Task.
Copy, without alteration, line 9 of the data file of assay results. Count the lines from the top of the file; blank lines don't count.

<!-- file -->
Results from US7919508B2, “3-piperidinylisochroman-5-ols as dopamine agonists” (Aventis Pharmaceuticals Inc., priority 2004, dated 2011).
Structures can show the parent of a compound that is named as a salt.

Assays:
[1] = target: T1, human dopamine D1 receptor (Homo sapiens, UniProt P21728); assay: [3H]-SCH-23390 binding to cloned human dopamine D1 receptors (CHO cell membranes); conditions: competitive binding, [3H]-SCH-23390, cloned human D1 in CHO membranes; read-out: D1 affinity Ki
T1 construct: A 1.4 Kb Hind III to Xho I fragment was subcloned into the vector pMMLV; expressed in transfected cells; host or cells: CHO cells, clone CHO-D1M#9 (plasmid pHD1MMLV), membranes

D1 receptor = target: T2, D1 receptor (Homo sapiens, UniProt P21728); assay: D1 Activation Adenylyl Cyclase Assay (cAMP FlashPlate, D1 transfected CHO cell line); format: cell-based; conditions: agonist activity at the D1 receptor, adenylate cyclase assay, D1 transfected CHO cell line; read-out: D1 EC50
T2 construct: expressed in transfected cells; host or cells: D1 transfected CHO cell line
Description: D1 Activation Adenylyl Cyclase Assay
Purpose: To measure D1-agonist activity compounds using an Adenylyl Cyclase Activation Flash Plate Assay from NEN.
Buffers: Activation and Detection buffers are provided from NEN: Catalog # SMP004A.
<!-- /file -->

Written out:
Purpose: To measure D1-agonist activity compounds using an Adenylyl Cyclase Activation Flash Plate Assay from NEN.